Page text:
Both quotes could easily be updated for the present. A teammate once pointed out to me amidst the embrace of blogs, wikis, and Moodles (oh my!), What is the instructional purpose? of using these tools. It is a question that we need to revisit. Even though great technologies can change how we approach teaching, learning and leading, we can't forget that the great "technology" are the human beings.

Sometimes, in our rush over the shiny stuff--or as Bud puts it, "in the middle of the craziness"--it's easy to forget that. Drink some of that cod liver oil now, and banish the craziness...yes, it may be too much to expect from any one thing, but surely, together we can hold true to the ONE stakeholder we are in education for.

Ok, let's take a moment to stand in a circle, hold hands, and remember why we are really here.


In the old days, circling the wagons was meant as a form of defense against attack. But, we often forget that circling the wagons was a way to recoup after a long day of travel and dust, a way of getting the campfires going, meals prepared, and critical sharing that takes place when people remember the important things that go beyond the minute to minute survival needs.

Note: This blog entry could use a lot more work but time's up. Thanks for joining me as I play with ideas.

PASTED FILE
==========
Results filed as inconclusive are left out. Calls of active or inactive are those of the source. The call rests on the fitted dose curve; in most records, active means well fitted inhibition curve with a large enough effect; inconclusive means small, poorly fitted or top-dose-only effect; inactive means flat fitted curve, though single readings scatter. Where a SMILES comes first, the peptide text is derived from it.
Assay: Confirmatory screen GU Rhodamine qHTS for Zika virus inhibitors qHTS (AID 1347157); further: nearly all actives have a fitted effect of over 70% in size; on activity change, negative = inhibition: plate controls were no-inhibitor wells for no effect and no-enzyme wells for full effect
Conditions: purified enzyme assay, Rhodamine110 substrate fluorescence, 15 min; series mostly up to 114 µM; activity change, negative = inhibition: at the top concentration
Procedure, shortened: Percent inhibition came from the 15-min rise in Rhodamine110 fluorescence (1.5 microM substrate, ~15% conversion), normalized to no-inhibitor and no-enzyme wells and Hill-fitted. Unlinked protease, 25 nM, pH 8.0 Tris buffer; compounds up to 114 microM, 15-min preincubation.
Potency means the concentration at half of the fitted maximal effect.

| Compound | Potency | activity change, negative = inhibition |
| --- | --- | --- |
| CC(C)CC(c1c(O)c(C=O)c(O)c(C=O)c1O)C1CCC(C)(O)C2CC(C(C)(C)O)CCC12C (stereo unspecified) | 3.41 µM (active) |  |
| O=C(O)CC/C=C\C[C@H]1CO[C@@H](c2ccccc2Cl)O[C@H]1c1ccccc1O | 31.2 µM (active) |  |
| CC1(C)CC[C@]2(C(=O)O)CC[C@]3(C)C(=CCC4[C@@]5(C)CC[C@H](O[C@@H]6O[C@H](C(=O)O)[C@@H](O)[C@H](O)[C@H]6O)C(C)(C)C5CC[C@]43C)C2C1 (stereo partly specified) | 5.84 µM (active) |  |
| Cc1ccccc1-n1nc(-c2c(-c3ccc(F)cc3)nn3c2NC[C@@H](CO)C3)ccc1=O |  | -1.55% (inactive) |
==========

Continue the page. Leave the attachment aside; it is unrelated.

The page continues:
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Everything posted on Miguel Guhlin's blogs/wikis are his personal opinion and do not necessarily represent the views of his employer(s) or its clients. Read Full Disclosure


Pam Holcomb said…
Thought-provoking blog & love the quotes. *joins hands & sings 'Cum by Yah' sways
Anonymous said…
This could apply to non-technological solutions as well. Seems every few years there is a new curriculum model that districts must have, and pay to implement, with the same results. Sending staff to conferences and not requiring them to share the information they learned. Too many lemmings in education, if you ask me. We strive to teach our students to ask questions and hold decision makers accountable, yet we do not practice what we preach.